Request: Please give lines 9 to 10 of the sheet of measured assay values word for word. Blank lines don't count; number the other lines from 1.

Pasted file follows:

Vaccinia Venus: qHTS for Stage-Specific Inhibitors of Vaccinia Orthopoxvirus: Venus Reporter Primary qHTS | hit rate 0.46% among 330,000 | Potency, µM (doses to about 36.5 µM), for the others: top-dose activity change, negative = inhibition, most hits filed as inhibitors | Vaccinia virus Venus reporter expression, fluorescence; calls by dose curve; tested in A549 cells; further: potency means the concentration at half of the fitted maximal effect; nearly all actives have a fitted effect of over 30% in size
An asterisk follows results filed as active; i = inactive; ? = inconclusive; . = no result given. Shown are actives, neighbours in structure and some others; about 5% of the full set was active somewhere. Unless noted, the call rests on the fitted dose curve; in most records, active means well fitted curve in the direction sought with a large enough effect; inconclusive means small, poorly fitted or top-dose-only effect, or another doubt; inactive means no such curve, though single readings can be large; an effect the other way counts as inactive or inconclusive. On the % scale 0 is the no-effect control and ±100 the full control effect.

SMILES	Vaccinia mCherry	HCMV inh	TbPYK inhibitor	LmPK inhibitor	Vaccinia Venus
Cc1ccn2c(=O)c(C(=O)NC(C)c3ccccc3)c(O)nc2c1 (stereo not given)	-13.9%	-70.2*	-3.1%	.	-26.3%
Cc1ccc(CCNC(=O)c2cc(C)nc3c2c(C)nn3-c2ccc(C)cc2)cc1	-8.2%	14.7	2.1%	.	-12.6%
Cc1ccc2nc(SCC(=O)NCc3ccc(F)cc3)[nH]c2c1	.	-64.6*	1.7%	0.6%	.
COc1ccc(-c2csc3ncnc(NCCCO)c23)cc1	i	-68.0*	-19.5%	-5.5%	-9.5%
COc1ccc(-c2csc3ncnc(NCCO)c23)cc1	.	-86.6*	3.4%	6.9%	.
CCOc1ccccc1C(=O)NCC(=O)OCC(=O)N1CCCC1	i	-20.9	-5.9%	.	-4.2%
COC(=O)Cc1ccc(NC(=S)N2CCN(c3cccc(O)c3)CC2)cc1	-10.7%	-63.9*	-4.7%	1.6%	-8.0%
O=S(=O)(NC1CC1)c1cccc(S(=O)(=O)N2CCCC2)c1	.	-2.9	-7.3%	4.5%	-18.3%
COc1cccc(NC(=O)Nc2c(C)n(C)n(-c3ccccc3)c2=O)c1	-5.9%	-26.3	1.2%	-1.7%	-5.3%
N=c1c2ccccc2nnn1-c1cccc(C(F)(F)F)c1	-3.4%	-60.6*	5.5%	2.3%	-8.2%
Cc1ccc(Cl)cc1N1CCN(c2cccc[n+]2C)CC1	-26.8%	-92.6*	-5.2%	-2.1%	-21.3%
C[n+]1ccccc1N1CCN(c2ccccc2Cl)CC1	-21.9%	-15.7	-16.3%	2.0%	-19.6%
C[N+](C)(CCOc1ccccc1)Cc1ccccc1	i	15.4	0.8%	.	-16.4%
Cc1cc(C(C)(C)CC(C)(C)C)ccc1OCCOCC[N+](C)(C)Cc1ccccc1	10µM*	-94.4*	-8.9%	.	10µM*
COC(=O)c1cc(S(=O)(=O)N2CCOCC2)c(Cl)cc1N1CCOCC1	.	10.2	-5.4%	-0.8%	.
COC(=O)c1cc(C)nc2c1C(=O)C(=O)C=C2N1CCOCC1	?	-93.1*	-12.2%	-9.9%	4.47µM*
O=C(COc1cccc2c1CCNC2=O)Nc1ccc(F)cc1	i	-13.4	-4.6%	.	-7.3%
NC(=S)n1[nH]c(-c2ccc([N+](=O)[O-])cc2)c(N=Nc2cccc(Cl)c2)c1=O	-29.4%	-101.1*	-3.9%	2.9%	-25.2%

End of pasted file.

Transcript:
CCOc1ccccc1C(=O)NCC(=O)OCC(=O)N1CCCC1	i	-20.9	-5.9%	.	-4.2%
COC(=O)Cc1ccc(NC(=S)N2CCN(c3cccc(O)c3)CC2)cc1	-10.7%	-63.9*	-4.7%	1.6%	-8.0%